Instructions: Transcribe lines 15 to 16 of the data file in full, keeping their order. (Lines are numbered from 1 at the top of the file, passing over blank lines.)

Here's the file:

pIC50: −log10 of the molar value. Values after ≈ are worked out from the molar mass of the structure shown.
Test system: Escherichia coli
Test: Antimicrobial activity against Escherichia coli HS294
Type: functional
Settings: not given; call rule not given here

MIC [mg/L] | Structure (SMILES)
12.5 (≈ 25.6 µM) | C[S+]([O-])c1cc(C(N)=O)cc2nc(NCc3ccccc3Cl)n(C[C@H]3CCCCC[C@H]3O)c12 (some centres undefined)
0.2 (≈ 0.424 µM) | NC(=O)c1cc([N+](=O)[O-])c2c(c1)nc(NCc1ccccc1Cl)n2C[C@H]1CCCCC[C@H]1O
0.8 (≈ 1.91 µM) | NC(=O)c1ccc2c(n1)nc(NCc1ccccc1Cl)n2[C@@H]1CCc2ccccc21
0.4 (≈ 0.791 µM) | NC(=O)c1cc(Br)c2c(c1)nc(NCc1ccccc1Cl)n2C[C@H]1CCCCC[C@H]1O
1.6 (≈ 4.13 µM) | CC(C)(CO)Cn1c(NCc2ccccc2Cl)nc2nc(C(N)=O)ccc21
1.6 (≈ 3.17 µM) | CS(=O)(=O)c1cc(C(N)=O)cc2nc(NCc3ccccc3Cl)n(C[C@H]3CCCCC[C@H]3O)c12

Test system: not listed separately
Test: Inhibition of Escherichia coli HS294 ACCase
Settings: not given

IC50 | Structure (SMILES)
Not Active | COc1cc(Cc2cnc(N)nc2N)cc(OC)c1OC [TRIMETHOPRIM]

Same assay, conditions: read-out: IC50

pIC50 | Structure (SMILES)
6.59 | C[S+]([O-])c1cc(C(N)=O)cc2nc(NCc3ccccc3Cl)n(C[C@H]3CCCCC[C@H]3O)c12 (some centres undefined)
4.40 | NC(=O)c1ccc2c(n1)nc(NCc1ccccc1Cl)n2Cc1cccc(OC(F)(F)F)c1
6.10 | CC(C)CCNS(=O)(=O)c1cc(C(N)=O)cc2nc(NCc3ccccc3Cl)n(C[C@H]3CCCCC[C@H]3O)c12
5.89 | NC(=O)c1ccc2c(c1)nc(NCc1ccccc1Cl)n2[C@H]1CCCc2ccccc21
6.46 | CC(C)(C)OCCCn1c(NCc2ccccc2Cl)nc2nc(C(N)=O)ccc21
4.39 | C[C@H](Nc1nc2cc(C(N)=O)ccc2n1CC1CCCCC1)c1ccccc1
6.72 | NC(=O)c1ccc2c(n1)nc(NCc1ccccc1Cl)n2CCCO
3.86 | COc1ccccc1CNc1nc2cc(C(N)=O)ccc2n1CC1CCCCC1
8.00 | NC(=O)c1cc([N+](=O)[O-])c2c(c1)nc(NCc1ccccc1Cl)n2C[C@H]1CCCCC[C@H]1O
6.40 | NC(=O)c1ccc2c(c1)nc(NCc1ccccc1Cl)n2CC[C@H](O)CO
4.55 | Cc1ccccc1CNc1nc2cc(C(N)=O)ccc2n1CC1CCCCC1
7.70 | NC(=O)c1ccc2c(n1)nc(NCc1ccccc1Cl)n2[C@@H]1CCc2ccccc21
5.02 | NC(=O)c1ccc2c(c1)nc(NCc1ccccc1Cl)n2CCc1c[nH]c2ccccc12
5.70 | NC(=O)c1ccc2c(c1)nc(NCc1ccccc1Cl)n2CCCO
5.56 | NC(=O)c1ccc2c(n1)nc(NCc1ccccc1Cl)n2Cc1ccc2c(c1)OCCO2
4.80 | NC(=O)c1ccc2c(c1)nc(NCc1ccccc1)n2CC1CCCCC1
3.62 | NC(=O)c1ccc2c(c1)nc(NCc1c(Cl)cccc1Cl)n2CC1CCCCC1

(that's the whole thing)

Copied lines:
Settings: not given

IC50 | Structure (SMILES)